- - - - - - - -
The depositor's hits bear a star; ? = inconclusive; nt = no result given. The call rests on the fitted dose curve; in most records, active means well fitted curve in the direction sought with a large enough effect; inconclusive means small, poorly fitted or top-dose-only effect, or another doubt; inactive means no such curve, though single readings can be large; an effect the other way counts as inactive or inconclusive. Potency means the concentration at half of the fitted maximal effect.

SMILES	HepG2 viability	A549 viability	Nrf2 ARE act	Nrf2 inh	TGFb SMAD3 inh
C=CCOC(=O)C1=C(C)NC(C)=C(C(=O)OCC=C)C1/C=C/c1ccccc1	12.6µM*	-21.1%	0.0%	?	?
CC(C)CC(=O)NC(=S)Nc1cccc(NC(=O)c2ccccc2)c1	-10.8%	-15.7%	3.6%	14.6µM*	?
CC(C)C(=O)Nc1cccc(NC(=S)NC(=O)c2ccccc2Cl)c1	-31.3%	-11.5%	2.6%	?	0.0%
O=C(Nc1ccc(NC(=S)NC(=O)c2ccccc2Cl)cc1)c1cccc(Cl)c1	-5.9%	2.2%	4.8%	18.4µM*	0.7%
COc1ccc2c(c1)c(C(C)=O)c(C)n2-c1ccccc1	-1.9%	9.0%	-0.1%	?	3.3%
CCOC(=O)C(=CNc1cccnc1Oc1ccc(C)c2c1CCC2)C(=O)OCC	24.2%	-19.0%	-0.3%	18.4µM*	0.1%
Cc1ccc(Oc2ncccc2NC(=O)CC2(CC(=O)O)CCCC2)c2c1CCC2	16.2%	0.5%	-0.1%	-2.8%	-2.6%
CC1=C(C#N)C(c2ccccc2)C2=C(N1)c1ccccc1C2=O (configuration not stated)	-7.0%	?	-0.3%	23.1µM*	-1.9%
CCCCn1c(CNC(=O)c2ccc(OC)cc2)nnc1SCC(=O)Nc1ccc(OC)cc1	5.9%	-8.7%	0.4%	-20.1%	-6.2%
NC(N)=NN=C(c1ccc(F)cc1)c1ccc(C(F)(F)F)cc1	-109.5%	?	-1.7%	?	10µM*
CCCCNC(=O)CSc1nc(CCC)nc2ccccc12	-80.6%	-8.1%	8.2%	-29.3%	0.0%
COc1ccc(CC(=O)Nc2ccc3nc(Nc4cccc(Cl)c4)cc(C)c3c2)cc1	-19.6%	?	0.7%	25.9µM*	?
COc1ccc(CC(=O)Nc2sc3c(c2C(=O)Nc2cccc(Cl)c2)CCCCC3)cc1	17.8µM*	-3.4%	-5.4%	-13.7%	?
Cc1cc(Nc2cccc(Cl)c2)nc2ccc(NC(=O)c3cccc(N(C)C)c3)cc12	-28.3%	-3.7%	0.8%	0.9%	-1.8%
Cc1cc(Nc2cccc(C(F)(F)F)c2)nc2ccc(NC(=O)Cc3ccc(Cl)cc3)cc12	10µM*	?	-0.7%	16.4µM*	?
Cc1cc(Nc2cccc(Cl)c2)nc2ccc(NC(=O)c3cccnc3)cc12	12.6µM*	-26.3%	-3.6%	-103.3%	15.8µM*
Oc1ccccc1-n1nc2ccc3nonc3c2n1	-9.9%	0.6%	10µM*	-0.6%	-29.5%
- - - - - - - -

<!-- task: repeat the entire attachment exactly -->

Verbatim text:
The depositor's hits bear a star; ? = inconclusive; nt = no result given. The call rests on the fitted dose curve; in most records, active means well fitted curve in the direction sought with a large enough effect; inconclusive means small, poorly fitted or top-dose-only effect, or another doubt; inactive means no such curve, though single readings can be large; an effect the other way counts as inactive or inconclusive. Potency means the concentration at half of the fitted maximal effect.

SMILES	HepG2 viability	A549 viability	Nrf2 ARE act	Nrf2 inh	TGFb SMAD3 inh
C=CCOC(=O)C1=C(C)NC(C)=C(C(=O)OCC=C)C1/C=C/c1ccccc1	12.6µM*	-21.1%	0.0%	?	?
CC(C)CC(=O)NC(=S)Nc1cccc(NC(=O)c2ccccc2)c1	-10.8%	-15.7%	3.6%	14.6µM*	?
CC(C)C(=O)Nc1cccc(NC(=S)NC(=O)c2ccccc2Cl)c1	-31.3%	-11.5%	2.6%	?	0.0%
O=C(Nc1ccc(NC(=S)NC(=O)c2ccccc2Cl)cc1)c1cccc(Cl)c1	-5.9%	2.2%	4.8%	18.4µM*	0.7%
COc1ccc2c(c1)c(C(C)=O)c(C)n2-c1ccccc1	-1.9%	9.0%	-0.1%	?	3.3%
CCOC(=O)C(=CNc1cccnc1Oc1ccc(C)c2c1CCC2)C(=O)OCC	24.2%	-19.0%	-0.3%	18.4µM*	0.1%
Cc1ccc(Oc2ncccc2NC(=O)CC2(CC(=O)O)CCCC2)c2c1CCC2	16.2%	0.5%	-0.1%	-2.8%	-2.6%
CC1=C(C#N)C(c2ccccc2)C2=C(N1)c1ccccc1C2=O (configuration not stated)	-7.0%	?	-0.3%	23.1µM*	-1.9%
CCCCn1c(CNC(=O)c2ccc(OC)cc2)nnc1SCC(=O)Nc1ccc(OC)cc1	5.9%	-8.7%	0.4%	-20.1%	-6.2%
NC(N)=NN=C(c1ccc(F)cc1)c1ccc(C(F)(F)F)cc1	-109.5%	?	-1.7%	?	10µM*
CCCCNC(=O)CSc1nc(CCC)nc2ccccc12	-80.6%	-8.1%	8.2%	-29.3%	0.0%
COc1ccc(CC(=O)Nc2ccc3nc(Nc4cccc(Cl)c4)cc(C)c3c2)cc1	-19.6%	?	0.7%	25.9µM*	?
COc1ccc(CC(=O)Nc2sc3c(c2C(=O)Nc2cccc(Cl)c2)CCCCC3)cc1	17.8µM*	-3.4%	-5.4%	-13.7%	?
Cc1cc(Nc2cccc(Cl)c2)nc2ccc(NC(=O)c3cccc(N(C)C)c3)cc12	-28.3%	-3.7%	0.8%	0.9%	-1.8%
Cc1cc(Nc2cccc(C(F)(F)F)c2)nc2ccc(NC(=O)Cc3ccc(Cl)cc3)cc12	10µM*	?	-0.7%	16.4µM*	?
Cc1cc(Nc2cccc(Cl)c2)nc2ccc(NC(=O)c3cccnc3)cc12	12.6µM*	-26.3%	-3.6%	-103.3%	15.8µM*
Oc1ccccc1-n1nc2ccc3nonc3c2n1	-9.9%	0.6%	10µM*	-0.6%	-29.5%